At the start of the story, 20XX Tokyo is on the verge of a resurgence. After a summoning ritual went awry, demons began appearing all over the world. Soon after, a nuclear war between Japan and America left most of the world devastated, followed by a giant flood known as the 'Great Destruction'. Many years later, humanity managed to rebuild, with the assistance of a certain group of characters. Humankind was slowly getting back on track, and constructed a gigantic tower in the center of Tokyo as a sign of their resurgence. The appearance of the Obelisks changed all that. Demons began appearing en masse afterwards, which lead to the reforming of the Devil Buster Control Organization.

At the start of the game, the player takes on a role of a new recruit to the Devil Busters. It's here that you meet Snakeman, the commander of Home 3, humanity's primary underground headquarters. Not long after training, events force the player into the world outside Home 3, which is where the game begins.

Much of Imagine takes place in the ruined streets of Japan. The first region, Suginami, is located outside Home 3. Early on during the training, the player gets the first opportunity to decide their stat allocation, given points to distribute between the following stats: Strength, Vitality, Speed, Luck, Magic, and Intelligence.

There's lots of possible combinations, and three primary classes. "Melee" is focused on swords, clubs, and such. Skill benefits include countering, blocking, and special attacks like Dash and Spin. "Gunner" specializes in firearms, while "Mage" specializes in magic, which ranges from attack to restorative to support (stat), or a little of anything. You can try to mix the specialties, but reportedly, you're better off going for a main class, since specialization points are limited.

When a specialization tab is turned on, it lets you start gaining points in that specialization by using that ability. There's a limited amount, so you're warned early on that it's impossible to max out everything. As you gain points, new abilities in those categories become available.

While easy to get the hang of, combat itself can get a little messy. Battle is handled in real-time, via either a point-and-click interface, or keyboard shortcuts. After selecting the ability(such as Attack, Dash, or a certain Spell), clicking on an enemy will hit it with that ability. The most important aspect of Imagine's gameplay is learning how to counter and guard. Most demon attacks can be repelled by a well-timed Counter or Guard stance, but the demons can use these skills as well. In true SMT fashion, most if not all of the monsters encountered on the field can be coerced to your side.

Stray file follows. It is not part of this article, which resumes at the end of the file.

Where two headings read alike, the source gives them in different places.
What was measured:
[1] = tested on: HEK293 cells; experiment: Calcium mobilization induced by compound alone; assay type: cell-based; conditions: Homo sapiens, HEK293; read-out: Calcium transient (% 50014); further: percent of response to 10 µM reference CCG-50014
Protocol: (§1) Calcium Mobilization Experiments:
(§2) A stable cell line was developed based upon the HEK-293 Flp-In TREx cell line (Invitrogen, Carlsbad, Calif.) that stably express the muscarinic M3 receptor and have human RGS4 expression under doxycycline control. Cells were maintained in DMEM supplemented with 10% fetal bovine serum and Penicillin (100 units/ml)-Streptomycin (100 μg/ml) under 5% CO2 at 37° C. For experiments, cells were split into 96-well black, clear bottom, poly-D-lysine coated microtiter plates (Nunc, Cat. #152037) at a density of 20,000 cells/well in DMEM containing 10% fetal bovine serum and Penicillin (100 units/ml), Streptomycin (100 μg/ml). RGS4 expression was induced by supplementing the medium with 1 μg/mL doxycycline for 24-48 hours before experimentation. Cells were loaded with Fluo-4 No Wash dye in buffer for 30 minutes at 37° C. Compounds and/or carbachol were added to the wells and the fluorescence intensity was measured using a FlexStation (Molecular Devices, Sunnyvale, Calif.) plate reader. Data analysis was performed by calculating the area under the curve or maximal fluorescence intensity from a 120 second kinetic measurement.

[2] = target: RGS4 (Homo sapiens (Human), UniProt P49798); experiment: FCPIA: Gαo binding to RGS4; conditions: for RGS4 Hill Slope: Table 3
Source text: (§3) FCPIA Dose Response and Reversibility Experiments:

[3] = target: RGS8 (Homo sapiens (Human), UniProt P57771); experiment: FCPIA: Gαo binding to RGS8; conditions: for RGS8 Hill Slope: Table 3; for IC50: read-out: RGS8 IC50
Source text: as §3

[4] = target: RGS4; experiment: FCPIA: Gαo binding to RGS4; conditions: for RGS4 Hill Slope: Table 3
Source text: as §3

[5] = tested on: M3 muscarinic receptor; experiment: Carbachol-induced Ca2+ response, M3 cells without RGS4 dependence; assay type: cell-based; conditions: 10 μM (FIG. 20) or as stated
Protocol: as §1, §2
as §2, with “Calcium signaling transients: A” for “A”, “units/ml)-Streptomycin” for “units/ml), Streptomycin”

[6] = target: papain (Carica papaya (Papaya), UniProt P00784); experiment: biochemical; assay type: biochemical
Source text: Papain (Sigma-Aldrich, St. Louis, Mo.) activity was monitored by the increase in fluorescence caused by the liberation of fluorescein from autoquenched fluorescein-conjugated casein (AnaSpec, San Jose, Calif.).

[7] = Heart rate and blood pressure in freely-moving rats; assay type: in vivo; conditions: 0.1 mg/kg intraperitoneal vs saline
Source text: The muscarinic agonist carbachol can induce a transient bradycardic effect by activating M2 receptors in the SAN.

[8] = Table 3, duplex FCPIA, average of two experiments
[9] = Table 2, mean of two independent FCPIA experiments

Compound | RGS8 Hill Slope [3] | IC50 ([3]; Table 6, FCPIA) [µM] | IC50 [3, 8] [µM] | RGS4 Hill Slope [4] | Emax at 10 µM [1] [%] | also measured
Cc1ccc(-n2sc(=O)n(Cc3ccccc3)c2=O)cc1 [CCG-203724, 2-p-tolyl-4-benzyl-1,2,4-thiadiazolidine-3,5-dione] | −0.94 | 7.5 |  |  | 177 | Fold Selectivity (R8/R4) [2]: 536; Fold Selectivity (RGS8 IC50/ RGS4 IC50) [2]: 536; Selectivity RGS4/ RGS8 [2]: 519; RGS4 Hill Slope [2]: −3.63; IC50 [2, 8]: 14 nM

However, Imagine doesn't give the players as many methods as the console SMT games do. At first, the player only has three methods of recruitment at their disposal: variations on the Talk command. Greeting, Threaten, and Taunt each use alternate conversation styles, and get different reactions from different demons. In the early game, this can be a very repetitive activity, since some demons can take repeated conversation to get a positive reaction out of. Most will just leave, some might leave behind an item, and actually getting it to join is the rarest result of all. If the talk skill gains experience, better recruitment abilities are unlocked that let the player bribe the demon, but these can take some time to access, especially if the player is focused on other skill sets.

Once you have a good variety of demons on your side, you can then head to the Cathedral of Shadows to undertake another SMT pastime: fusion. Fusion in Imagine is similar to that of most other SMT games. Fuse two demons, and get a new one, usually with skills carried over from the source demons. Double fusion is all that a single player can perform. Triple fusion requires three participants, one demon from each. The outcomes of fusion vary greatly based on your friendship level with that demon. Since Imagine doesn't allow the saving of demons before fusion, the Cathedral is more lenient than most SMT games with failed fusions. You keep the demons, but you lose your money. However, failure can be a lot more likely if you aren't on good terms with the demons you're fusing.